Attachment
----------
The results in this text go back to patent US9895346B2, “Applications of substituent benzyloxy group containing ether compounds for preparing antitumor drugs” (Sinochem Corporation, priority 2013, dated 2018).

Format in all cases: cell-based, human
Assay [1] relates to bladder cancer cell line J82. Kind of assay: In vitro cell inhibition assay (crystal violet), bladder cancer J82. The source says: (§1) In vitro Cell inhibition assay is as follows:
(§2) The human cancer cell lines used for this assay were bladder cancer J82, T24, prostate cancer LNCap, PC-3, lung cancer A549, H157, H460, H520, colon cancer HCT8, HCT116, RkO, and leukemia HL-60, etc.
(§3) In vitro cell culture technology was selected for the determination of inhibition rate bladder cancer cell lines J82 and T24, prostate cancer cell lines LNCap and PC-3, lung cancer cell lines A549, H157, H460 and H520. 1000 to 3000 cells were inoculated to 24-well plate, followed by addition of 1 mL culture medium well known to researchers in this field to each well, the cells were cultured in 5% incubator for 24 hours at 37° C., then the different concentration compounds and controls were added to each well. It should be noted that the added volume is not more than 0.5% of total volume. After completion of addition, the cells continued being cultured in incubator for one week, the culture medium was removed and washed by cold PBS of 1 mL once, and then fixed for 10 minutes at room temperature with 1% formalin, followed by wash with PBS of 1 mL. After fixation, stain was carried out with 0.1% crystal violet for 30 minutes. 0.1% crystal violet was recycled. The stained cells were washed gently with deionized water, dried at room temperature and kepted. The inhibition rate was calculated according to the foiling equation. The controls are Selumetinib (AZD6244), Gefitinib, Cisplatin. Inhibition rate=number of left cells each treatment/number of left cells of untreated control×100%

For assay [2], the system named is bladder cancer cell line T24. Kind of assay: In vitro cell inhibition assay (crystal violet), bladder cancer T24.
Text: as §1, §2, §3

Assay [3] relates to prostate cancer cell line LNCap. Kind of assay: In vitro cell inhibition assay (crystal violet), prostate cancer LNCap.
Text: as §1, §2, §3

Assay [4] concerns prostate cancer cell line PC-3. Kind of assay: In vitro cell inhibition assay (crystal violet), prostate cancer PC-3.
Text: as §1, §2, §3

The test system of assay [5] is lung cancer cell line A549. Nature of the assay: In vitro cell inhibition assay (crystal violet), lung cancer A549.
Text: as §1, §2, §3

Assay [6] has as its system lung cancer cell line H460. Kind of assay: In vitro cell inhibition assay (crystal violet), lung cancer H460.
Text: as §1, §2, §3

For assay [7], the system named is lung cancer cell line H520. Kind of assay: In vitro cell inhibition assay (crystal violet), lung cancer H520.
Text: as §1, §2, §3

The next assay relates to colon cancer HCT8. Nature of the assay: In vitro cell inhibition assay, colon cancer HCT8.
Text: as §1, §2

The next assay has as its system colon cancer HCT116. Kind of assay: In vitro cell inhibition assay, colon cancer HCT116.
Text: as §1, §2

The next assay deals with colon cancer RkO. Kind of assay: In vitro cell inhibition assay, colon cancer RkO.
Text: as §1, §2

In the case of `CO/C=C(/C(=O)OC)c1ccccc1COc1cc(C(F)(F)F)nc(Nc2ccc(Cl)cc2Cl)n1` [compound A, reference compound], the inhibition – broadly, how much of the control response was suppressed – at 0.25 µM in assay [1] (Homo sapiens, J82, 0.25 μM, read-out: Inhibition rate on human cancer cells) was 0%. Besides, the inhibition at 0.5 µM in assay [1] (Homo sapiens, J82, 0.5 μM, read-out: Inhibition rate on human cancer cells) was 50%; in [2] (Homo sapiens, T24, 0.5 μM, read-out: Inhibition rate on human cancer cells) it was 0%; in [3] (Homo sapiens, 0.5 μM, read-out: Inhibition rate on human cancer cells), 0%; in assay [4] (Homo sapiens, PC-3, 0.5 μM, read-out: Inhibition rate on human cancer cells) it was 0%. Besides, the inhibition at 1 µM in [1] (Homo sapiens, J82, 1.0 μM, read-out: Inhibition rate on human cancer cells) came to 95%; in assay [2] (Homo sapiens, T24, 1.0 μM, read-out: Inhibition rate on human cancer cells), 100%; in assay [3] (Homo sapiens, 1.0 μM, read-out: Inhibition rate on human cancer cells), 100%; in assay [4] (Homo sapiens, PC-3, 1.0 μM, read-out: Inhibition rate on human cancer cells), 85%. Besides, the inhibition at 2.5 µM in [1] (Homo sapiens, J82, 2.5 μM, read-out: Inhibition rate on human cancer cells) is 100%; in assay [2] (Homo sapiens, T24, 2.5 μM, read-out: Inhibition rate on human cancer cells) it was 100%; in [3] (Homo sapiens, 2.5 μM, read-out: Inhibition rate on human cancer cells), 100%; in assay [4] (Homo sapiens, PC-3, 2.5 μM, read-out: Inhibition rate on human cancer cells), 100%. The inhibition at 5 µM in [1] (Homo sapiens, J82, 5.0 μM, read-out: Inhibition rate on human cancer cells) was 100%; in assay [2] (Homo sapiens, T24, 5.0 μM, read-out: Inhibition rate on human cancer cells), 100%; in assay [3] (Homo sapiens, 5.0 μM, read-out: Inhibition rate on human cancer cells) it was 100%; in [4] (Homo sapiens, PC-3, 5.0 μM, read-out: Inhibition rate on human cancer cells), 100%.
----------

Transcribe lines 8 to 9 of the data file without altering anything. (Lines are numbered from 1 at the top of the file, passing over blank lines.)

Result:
Assay [3] relates to prostate cancer cell line LNCap. Kind of assay: In vitro cell inhibition assay (crystal violet), prostate cancer LNCap.
Text: as §1, §2, §3